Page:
The robot that can be programmed by talking to it

Rather than requiring complex strings of precise instructions, researchers are teaching robots to understand colloquial, spoken commands.

Michelle Starr Science editor
Michelle Starr is CNET's science editor, and she hopes to get you as enthralled with the wonders of the universe as she is. When she's not daydreaming about flying through space, she's daydreaming about bats.
Michelle Starr
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When you say to a human, "Please make me some cheesy toast", there is a whole range of actions implicit in that action that are immediately understood: retrieving bread and cheese from where they're both kept, slicing both where required, turning on the grill, toasting the bread, and so forth.

With a robot, it's a little more complicated. You have to teach it that making cheesy toast includes all these actions and then account for variables, such as sliced bread and unsliced bread; and then account for variations in phrasing. That's what researchers Professor Ashutosh Saxena, Dipendra Misra and Jaeyong Sung, both doctoral students at Cornell University, are trying to achieve (PDF) in the Cornell Robot Learning Lab.

The idea is to teach the robots to understand basic commands in colloquial English from different speakers, filling in missing information and adapting to their environment.

For example, the instruction, "Place the pot on the tap and turn the tap on. When it is filled, turn the tap off and heat the pot" includes several missing steps that the robot will have to account for: knowing where the pot and tap are located, moving to those locations, knowing that "heat the pot" implies using the stove, and knowing where the stove is.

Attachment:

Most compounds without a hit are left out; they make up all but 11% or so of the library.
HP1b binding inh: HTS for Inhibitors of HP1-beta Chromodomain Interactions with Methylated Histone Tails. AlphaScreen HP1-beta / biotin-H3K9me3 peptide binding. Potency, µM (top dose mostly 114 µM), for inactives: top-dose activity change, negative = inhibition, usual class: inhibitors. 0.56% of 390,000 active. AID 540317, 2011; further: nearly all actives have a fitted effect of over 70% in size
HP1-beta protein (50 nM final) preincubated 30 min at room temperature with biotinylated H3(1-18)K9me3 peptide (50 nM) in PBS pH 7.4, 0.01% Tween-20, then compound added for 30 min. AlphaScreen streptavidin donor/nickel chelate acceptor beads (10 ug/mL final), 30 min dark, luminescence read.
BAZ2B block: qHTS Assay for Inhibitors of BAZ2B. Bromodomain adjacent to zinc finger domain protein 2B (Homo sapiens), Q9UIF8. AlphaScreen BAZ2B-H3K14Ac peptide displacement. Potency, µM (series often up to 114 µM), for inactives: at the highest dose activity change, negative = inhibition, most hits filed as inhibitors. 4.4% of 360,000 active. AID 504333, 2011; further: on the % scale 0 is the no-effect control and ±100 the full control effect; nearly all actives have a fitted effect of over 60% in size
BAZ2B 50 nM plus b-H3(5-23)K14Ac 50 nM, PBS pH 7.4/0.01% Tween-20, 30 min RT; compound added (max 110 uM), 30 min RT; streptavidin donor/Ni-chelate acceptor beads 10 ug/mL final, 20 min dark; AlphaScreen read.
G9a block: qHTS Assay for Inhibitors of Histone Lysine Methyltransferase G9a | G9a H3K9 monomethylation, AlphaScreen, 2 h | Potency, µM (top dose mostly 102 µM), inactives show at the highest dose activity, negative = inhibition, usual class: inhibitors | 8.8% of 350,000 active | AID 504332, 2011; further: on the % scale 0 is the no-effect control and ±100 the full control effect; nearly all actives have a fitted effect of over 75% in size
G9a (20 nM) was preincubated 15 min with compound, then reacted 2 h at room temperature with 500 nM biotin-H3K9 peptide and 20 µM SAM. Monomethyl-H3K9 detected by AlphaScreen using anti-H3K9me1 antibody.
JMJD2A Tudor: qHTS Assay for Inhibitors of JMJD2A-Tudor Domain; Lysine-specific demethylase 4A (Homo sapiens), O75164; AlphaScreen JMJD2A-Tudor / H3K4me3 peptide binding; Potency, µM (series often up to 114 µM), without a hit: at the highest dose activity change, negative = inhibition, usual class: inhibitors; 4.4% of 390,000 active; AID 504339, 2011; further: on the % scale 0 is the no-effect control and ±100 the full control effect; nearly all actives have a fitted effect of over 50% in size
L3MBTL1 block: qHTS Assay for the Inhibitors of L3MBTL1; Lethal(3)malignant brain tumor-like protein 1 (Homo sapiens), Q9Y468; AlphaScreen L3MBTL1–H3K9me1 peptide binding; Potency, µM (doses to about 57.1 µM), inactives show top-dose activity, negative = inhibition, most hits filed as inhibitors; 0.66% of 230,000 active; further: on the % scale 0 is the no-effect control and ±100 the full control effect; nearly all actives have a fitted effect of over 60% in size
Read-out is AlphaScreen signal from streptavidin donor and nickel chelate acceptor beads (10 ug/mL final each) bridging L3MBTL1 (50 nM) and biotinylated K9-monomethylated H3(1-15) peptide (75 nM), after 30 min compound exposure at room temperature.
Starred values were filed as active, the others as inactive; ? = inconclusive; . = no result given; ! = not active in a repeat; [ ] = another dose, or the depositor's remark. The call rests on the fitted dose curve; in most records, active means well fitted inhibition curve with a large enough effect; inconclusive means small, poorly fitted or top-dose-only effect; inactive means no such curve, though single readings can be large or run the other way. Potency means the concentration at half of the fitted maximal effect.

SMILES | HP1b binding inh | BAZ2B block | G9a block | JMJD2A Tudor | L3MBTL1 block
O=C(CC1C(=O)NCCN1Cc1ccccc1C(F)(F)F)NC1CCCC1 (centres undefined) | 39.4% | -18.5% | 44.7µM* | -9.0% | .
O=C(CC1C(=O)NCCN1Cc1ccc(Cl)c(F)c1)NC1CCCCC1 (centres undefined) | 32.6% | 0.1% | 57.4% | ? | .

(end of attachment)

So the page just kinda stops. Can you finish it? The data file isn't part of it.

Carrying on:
The robot is equipped with a 3D camera for viewing its environment, running software programmed in the lab for recognising the objects in its environment, linked up with understanding how to use those objects. This means that it knows what a pot is for, even if you move the pot, and how to use a stove.

It has a set of templates for common actions, and has been trained to associate a string of actions with flexible commands; for example, "Take the pot to the stove", "Carry the pot to the stove", "Put the pot on the stove" and "Go to the stove and heat the pot" all mean one thing to the robot.

Of course, it's not entirely perfect yet -- trained to make ramen noodles and make affogato, the robot gets the all the actions correct 64 percent of the time, even when the commands were varied or the environment had changed -- but that's a pretty big step forward, three to four times more accurate than previous methods, the researchers said.

But it's only going to get better: the team is currently seeking help from the public, who can sign up on the Tell Me Dave website. A video game-like interface is used to teach a simulated robot a simple kitchen task; this input then becomes part of a large crowdsourced library of instructions for the robots at Cornell.

"With crowdsourcing at such a scale, robots will learn at a much faster rate," Professor Saxena said.